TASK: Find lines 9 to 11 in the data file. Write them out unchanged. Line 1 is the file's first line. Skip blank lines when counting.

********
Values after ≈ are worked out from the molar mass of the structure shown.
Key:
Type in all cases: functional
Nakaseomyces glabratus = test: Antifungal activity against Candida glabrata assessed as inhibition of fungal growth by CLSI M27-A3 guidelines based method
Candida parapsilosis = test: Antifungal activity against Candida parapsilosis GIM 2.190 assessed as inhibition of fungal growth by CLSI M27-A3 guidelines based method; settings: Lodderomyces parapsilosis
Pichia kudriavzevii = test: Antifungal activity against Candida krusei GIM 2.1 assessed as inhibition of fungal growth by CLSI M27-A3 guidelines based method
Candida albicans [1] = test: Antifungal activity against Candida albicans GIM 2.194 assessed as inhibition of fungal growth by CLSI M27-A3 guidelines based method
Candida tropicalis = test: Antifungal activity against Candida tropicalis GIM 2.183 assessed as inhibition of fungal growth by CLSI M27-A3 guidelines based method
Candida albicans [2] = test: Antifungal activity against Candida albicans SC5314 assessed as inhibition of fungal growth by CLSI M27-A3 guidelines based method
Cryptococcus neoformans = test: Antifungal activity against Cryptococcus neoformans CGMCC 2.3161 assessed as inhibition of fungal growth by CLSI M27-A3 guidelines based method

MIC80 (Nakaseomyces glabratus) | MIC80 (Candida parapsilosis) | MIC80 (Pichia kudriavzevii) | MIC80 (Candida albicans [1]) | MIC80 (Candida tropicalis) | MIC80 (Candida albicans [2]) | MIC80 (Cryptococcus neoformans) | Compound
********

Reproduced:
Candida albicans [2] = test: Antifungal activity against Candida albicans SC5314 assessed as inhibition of fungal growth by CLSI M27-A3 guidelines based method
Cryptococcus neoformans = test: Antifungal activity against Cryptococcus neoformans CGMCC 2.3161 assessed as inhibition of fungal growth by CLSI M27-A3 guidelines based method

MIC80 (Nakaseomyces glabratus) | MIC80 (Candida parapsilosis) | MIC80 (Pichia kudriavzevii) | MIC80 (Candida albicans [1]) | MIC80 (Candida tropicalis) | MIC80 (Candida albicans [2]) | MIC80 (Cryptococcus neoformans) | Compound